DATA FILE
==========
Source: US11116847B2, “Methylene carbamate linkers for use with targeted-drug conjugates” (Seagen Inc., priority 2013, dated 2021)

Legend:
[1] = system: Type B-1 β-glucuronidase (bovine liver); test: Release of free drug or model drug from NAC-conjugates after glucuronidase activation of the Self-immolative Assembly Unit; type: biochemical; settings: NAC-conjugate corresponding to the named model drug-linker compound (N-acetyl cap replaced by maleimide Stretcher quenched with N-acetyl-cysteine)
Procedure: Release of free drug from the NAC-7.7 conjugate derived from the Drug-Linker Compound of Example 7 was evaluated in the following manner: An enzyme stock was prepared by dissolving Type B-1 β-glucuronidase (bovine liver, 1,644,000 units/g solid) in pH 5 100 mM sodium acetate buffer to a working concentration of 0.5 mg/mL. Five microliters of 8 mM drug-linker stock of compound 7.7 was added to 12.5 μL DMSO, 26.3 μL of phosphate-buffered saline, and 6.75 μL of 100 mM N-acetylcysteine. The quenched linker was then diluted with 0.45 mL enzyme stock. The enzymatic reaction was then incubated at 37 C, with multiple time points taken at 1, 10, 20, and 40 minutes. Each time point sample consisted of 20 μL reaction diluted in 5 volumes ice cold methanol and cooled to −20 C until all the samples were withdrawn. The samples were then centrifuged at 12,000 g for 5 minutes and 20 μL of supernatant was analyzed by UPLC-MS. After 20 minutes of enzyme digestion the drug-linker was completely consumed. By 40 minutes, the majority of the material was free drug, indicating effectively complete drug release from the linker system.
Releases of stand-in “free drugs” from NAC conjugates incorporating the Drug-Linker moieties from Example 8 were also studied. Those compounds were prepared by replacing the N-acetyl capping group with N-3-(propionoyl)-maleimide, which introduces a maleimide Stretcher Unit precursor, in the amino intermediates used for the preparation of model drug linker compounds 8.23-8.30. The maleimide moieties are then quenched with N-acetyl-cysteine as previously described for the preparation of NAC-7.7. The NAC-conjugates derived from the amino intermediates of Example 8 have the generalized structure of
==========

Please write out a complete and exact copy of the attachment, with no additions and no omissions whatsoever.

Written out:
Source: US11116847B2, “Methylene carbamate linkers for use with targeted-drug conjugates” (Seagen Inc., priority 2013, dated 2021)

Legend:
[1] = system: Type B-1 β-glucuronidase (bovine liver); test: Release of free drug or model drug from NAC-conjugates after glucuronidase activation of the Self-immolative Assembly Unit; type: biochemical; settings: NAC-conjugate corresponding to the named model drug-linker compound (N-acetyl cap replaced by maleimide Stretcher quenched with N-acetyl-cysteine)
Procedure: Release of free drug from the NAC-7.7 conjugate derived from the Drug-Linker Compound of Example 7 was evaluated in the following manner: An enzyme stock was prepared by dissolving Type B-1 β-glucuronidase (bovine liver, 1,644,000 units/g solid) in pH 5 100 mM sodium acetate buffer to a working concentration of 0.5 mg/mL. Five microliters of 8 mM drug-linker stock of compound 7.7 was added to 12.5 μL DMSO, 26.3 μL of phosphate-buffered saline, and 6.75 μL of 100 mM N-acetylcysteine. The quenched linker was then diluted with 0.45 mL enzyme stock. The enzymatic reaction was then incubated at 37 C, with multiple time points taken at 1, 10, 20, and 40 minutes. Each time point sample consisted of 20 μL reaction diluted in 5 volumes ice cold methanol and cooled to −20 C until all the samples were withdrawn. The samples were then centrifuged at 12,000 g for 5 minutes and 20 μL of supernatant was analyzed by UPLC-MS. After 20 minutes of enzyme digestion the drug-linker was completely consumed. By 40 minutes, the majority of the material was free drug, indicating effectively complete drug release from the linker system.
Releases of stand-in “free drugs” from NAC conjugates incorporating the Drug-Linker moieties from Example 8 were also studied. Those compounds were prepared by replacing the N-acetyl capping group with N-3-(propionoyl)-maleimide, which introduces a maleimide Stretcher Unit precursor, in the amino intermediates used for the preparation of model drug linker compounds 8.23-8.30. The maleimide moieties are then quenched with N-acetyl-cysteine as previously described for the preparation of NAC-7.7. The NAC-conjugates derived from the amino intermediates of Example 8 have the generalized structure of